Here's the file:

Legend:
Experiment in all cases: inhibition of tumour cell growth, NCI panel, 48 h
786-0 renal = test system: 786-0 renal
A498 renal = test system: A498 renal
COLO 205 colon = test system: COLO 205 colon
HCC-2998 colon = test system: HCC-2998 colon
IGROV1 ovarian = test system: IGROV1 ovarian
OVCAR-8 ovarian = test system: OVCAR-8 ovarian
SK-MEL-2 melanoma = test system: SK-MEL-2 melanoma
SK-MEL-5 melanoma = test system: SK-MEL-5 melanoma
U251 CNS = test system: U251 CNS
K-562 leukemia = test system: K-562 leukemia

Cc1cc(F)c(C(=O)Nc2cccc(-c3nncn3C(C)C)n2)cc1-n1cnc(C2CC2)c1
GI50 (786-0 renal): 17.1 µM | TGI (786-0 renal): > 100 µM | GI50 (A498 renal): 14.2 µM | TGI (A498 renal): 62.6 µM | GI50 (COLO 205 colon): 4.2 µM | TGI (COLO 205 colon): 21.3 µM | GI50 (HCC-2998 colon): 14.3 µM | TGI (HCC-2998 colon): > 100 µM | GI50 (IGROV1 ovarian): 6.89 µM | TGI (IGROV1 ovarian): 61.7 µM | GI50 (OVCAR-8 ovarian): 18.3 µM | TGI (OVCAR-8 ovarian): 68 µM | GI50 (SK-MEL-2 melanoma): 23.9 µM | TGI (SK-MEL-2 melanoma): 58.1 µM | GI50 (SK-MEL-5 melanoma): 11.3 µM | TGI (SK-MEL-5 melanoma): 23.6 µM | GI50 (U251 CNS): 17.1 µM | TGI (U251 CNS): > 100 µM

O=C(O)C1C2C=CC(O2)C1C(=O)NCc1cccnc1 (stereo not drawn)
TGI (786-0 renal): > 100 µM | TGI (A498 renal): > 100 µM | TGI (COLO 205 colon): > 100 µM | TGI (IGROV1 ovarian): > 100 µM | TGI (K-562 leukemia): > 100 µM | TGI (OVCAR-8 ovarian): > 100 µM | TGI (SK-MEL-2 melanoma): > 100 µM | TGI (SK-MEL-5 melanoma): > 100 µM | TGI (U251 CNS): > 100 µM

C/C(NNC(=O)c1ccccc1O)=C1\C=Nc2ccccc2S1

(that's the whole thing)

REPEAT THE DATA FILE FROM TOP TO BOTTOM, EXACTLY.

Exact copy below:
Legend:
Experiment in all cases: inhibition of tumour cell growth, NCI panel, 48 h
786-0 renal = test system: 786-0 renal
A498 renal = test system: A498 renal
COLO 205 colon = test system: COLO 205 colon
HCC-2998 colon = test system: HCC-2998 colon
IGROV1 ovarian = test system: IGROV1 ovarian
OVCAR-8 ovarian = test system: OVCAR-8 ovarian
SK-MEL-2 melanoma = test system: SK-MEL-2 melanoma
SK-MEL-5 melanoma = test system: SK-MEL-5 melanoma
U251 CNS = test system: U251 CNS
K-562 leukemia = test system: K-562 leukemia

Cc1cc(F)c(C(=O)Nc2cccc(-c3nncn3C(C)C)n2)cc1-n1cnc(C2CC2)c1
GI50 (786-0 renal): 17.1 µM | TGI (786-0 renal): > 100 µM | GI50 (A498 renal): 14.2 µM | TGI (A498 renal): 62.6 µM | GI50 (COLO 205 colon): 4.2 µM | TGI (COLO 205 colon): 21.3 µM | GI50 (HCC-2998 colon): 14.3 µM | TGI (HCC-2998 colon): > 100 µM | GI50 (IGROV1 ovarian): 6.89 µM | TGI (IGROV1 ovarian): 61.7 µM | GI50 (OVCAR-8 ovarian): 18.3 µM | TGI (OVCAR-8 ovarian): 68 µM | GI50 (SK-MEL-2 melanoma): 23.9 µM | TGI (SK-MEL-2 melanoma): 58.1 µM | GI50 (SK-MEL-5 melanoma): 11.3 µM | TGI (SK-MEL-5 melanoma): 23.6 µM | GI50 (U251 CNS): 17.1 µM | TGI (U251 CNS): > 100 µM

O=C(O)C1C2C=CC(O2)C1C(=O)NCc1cccnc1 (stereo not drawn)
TGI (786-0 renal): > 100 µM | TGI (A498 renal): > 100 µM | TGI (COLO 205 colon): > 100 µM | TGI (IGROV1 ovarian): > 100 µM | TGI (K-562 leukemia): > 100 µM | TGI (OVCAR-8 ovarian): > 100 µM | TGI (SK-MEL-2 melanoma): > 100 µM | TGI (SK-MEL-5 melanoma): > 100 µM | TGI (U251 CNS): > 100 µM

C/C(NNC(=O)c1ccccc1O)=C1\C=Nc2ccccc2S1